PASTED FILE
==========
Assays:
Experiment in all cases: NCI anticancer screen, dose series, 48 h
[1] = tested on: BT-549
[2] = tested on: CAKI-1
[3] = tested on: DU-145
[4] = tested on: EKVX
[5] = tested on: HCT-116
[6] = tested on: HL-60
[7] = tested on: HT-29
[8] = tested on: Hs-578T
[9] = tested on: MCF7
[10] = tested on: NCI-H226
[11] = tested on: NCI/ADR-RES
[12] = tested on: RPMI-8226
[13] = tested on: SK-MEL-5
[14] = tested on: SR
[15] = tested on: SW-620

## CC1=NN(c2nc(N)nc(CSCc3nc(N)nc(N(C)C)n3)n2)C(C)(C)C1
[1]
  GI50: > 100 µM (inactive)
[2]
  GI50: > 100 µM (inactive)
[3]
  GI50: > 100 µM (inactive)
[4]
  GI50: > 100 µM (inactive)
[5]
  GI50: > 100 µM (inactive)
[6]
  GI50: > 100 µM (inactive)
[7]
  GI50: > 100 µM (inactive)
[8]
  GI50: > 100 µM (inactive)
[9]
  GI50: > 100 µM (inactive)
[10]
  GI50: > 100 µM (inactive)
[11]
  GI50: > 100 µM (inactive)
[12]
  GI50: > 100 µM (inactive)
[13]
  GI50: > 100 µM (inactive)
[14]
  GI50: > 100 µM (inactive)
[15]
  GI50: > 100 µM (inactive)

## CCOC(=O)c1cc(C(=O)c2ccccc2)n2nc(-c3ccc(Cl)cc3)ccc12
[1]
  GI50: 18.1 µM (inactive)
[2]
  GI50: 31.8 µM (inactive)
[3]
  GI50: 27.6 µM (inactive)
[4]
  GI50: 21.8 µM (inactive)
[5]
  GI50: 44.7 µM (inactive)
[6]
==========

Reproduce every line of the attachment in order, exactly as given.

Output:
Assays:
Experiment in all cases: NCI anticancer screen, dose series, 48 h
[1] = tested on: BT-549
[2] = tested on: CAKI-1
[3] = tested on: DU-145
[4] = tested on: EKVX
[5] = tested on: HCT-116
[6] = tested on: HL-60
[7] = tested on: HT-29
[8] = tested on: Hs-578T
[9] = tested on: MCF7
[10] = tested on: NCI-H226
[11] = tested on: NCI/ADR-RES
[12] = tested on: RPMI-8226
[13] = tested on: SK-MEL-5
[14] = tested on: SR
[15] = tested on: SW-620

## CC1=NN(c2nc(N)nc(CSCc3nc(N)nc(N(C)C)n3)n2)C(C)(C)C1
[1]
  GI50: > 100 µM (inactive)
[2]
  GI50: > 100 µM (inactive)
[3]
  GI50: > 100 µM (inactive)
[4]
  GI50: > 100 µM (inactive)
[5]
  GI50: > 100 µM (inactive)
[6]
  GI50: > 100 µM (inactive)
[7]
  GI50: > 100 µM (inactive)
[8]
  GI50: > 100 µM (inactive)
[9]
  GI50: > 100 µM (inactive)
[10]
  GI50: > 100 µM (inactive)
[11]
  GI50: > 100 µM (inactive)
[12]
  GI50: > 100 µM (inactive)
[13]
  GI50: > 100 µM (inactive)
[14]
  GI50: > 100 µM (inactive)
[15]
  GI50: > 100 µM (inactive)

## CCOC(=O)c1cc(C(=O)c2ccccc2)n2nc(-c3ccc(Cl)cc3)ccc12
[1]
  GI50: 18.1 µM (inactive)
[2]
  GI50: 31.8 µM (inactive)
[3]
  GI50: 27.6 µM (inactive)
[4]
  GI50: 21.8 µM (inactive)
[5]
  GI50: 44.7 µM (inactive)
[6]